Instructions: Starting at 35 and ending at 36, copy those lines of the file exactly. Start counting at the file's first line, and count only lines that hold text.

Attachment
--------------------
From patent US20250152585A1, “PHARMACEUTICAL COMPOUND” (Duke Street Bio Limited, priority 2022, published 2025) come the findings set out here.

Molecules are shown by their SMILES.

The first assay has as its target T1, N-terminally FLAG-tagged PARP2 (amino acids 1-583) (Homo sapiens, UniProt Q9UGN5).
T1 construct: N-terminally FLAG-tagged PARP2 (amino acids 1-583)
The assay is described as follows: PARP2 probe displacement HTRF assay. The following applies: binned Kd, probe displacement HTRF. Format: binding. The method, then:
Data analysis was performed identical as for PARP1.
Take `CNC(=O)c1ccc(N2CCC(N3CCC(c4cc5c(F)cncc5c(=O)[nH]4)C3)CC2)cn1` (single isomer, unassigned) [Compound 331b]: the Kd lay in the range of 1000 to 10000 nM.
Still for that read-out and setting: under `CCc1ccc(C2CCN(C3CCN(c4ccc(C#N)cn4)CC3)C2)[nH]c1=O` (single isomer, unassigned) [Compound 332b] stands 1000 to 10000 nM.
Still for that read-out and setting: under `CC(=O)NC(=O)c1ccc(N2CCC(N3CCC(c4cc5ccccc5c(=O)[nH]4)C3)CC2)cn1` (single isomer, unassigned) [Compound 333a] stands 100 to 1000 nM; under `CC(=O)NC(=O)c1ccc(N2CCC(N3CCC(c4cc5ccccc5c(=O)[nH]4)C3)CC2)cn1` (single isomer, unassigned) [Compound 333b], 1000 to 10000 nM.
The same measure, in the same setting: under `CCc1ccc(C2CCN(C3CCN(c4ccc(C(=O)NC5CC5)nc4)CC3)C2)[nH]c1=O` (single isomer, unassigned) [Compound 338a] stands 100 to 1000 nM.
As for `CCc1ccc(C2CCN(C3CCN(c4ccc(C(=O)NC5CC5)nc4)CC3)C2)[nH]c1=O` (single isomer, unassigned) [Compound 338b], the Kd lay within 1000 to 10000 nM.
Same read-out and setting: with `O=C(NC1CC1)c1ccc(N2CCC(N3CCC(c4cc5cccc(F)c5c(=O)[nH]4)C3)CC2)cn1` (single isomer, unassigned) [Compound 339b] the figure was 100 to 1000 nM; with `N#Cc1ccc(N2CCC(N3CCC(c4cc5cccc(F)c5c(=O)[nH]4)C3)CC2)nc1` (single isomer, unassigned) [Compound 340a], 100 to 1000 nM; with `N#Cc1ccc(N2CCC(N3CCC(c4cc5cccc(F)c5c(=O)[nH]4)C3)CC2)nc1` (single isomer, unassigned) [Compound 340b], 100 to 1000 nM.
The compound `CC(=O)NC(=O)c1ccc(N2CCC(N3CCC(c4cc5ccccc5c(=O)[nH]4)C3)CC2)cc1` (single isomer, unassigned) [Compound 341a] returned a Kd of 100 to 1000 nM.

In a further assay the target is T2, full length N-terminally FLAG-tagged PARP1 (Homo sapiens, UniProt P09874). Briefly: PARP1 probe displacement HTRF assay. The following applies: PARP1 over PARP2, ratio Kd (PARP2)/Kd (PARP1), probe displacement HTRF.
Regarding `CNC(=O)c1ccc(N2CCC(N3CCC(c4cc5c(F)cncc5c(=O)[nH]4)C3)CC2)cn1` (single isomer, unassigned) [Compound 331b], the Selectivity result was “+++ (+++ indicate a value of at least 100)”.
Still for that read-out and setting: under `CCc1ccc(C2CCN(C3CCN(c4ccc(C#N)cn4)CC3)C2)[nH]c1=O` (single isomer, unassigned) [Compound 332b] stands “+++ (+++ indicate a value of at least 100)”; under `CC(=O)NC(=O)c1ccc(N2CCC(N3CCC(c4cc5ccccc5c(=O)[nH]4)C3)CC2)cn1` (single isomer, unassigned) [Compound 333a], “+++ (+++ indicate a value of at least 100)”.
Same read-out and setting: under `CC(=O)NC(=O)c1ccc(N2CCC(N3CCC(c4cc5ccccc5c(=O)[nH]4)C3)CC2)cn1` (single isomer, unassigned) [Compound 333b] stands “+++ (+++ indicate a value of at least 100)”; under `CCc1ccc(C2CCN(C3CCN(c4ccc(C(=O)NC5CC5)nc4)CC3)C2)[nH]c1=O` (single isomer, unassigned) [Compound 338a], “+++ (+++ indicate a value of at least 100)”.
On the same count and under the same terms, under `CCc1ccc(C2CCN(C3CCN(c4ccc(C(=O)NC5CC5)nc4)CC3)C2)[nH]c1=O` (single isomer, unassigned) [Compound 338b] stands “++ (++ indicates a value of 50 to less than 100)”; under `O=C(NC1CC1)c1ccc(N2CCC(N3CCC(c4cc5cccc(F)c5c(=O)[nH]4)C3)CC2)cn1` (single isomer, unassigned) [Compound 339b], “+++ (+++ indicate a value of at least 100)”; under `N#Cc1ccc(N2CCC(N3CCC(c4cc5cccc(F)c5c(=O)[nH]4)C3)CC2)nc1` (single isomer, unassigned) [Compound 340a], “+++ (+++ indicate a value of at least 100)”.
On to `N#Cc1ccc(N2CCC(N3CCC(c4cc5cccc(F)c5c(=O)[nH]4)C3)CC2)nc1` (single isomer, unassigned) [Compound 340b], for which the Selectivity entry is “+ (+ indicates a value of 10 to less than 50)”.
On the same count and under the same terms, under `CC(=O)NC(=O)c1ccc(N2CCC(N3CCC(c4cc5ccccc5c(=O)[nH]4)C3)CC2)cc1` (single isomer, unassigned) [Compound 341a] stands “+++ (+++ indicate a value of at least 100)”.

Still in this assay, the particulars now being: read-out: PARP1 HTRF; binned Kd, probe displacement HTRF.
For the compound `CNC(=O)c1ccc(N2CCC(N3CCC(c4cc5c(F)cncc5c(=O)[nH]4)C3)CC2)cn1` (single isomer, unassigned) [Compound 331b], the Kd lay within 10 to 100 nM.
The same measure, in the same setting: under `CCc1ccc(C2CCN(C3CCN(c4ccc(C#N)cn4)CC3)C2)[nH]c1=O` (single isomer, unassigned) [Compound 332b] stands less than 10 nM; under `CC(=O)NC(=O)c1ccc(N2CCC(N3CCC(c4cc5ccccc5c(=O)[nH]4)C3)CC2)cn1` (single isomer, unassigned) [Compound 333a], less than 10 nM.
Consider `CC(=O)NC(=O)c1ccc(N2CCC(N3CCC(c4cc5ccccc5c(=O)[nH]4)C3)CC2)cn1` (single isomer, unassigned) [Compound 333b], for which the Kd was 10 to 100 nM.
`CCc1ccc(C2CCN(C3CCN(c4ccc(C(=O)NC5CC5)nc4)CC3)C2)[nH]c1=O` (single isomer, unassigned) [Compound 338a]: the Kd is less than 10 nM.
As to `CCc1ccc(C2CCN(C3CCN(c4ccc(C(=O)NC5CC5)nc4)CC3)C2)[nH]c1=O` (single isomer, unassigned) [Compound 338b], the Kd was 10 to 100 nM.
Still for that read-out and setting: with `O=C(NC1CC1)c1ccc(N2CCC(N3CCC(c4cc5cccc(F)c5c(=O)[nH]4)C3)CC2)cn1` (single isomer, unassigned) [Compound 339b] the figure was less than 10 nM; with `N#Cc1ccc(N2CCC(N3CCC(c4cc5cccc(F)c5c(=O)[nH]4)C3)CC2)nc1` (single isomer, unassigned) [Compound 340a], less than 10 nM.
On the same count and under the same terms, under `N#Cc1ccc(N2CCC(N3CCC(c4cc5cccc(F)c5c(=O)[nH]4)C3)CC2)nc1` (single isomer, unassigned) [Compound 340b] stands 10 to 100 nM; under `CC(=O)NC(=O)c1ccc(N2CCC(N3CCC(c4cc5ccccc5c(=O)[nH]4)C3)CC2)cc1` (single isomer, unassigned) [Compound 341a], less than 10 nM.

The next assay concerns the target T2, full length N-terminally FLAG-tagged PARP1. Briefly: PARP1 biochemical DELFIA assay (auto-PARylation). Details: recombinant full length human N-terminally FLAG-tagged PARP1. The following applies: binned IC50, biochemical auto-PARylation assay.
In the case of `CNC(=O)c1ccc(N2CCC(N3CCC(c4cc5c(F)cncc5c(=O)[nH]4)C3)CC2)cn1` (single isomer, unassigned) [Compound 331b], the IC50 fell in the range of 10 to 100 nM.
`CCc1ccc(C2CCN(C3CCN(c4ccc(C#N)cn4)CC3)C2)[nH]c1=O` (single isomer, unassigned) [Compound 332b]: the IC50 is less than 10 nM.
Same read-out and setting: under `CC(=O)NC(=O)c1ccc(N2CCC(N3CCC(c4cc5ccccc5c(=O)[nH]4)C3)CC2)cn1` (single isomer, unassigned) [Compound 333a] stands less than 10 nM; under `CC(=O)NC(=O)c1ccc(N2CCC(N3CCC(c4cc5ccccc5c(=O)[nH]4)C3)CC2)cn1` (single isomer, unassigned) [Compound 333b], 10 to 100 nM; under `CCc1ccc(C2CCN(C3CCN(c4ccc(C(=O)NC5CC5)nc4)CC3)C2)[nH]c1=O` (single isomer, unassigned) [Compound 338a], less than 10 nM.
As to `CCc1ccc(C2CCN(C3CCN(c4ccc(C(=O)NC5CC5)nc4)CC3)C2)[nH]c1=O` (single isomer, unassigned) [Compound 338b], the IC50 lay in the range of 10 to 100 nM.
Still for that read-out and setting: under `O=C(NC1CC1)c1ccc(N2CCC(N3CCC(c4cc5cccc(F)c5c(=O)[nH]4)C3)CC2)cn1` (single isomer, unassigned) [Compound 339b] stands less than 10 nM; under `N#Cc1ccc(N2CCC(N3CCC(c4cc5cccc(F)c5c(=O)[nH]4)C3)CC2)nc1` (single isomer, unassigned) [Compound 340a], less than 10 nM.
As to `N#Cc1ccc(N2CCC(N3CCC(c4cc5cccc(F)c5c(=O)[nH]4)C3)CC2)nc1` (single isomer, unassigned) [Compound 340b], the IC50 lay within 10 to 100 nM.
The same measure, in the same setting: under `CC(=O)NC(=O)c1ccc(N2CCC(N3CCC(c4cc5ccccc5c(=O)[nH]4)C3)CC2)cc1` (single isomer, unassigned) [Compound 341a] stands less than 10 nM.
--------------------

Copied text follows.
As to `N#Cc1ccc(N2CCC(N3CCC(c4cc5cccc(F)c5c(=O)[nH]4)C3)CC2)nc1` (single isomer, unassigned) [Compound 340b], the IC50 lay within 10 to 100 nM.
The same measure, in the same setting: under `CC(=O)NC(=O)c1ccc(N2CCC(N3CCC(c4cc5ccccc5c(=O)[nH]4)C3)CC2)cc1` (single isomer, unassigned) [Compound 341a] stands less than 10 nM.